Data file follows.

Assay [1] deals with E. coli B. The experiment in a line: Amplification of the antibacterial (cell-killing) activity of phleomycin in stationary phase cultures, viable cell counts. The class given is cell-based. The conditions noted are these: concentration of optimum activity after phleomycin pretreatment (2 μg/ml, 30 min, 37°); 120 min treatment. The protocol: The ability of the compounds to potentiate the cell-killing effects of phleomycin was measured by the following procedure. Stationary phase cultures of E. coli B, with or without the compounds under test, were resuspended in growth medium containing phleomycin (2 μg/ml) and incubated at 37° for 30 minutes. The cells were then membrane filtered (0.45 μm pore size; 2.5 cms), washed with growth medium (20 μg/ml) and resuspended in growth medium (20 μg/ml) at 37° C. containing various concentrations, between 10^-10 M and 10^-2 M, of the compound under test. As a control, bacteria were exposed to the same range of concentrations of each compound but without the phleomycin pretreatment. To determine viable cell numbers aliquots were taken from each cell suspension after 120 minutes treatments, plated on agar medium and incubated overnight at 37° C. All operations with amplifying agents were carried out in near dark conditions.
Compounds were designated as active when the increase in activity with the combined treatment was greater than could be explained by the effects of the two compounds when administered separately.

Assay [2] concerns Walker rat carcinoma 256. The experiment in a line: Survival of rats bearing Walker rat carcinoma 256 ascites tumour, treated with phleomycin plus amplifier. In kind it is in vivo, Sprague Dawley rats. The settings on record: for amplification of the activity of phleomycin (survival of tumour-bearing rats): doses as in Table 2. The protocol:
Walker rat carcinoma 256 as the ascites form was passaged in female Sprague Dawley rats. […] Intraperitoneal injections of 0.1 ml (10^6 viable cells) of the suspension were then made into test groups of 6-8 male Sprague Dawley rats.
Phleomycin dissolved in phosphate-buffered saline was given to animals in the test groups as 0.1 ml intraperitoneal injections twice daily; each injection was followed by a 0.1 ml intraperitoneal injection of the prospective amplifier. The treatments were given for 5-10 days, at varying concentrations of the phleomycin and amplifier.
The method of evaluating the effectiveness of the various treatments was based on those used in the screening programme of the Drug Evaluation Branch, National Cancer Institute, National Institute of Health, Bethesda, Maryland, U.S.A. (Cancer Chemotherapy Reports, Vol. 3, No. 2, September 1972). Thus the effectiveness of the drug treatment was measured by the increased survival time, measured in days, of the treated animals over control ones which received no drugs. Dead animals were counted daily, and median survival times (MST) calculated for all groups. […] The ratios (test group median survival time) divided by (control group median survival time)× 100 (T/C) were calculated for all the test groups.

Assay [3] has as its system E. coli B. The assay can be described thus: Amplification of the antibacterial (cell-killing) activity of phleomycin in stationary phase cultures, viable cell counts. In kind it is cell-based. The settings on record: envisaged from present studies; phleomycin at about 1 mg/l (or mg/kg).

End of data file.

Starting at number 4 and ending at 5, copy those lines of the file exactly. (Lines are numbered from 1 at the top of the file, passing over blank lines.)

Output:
Walker rat carcinoma 256 as the ascites form was passaged in female Sprague Dawley rats. […] Intraperitoneal injections of 0.1 ml (10^6 viable cells) of the suspension were then made into test groups of 6-8 male Sprague Dawley rats.
Phleomycin dissolved in phosphate-buffered saline was given to animals in the test groups as 0.1 ml intraperitoneal injections twice daily; each injection was followed by a 0.1 ml intraperitoneal injection of the prospective amplifier. The treatments were given for 5-10 days, at varying concentrations of the phleomycin and amplifier.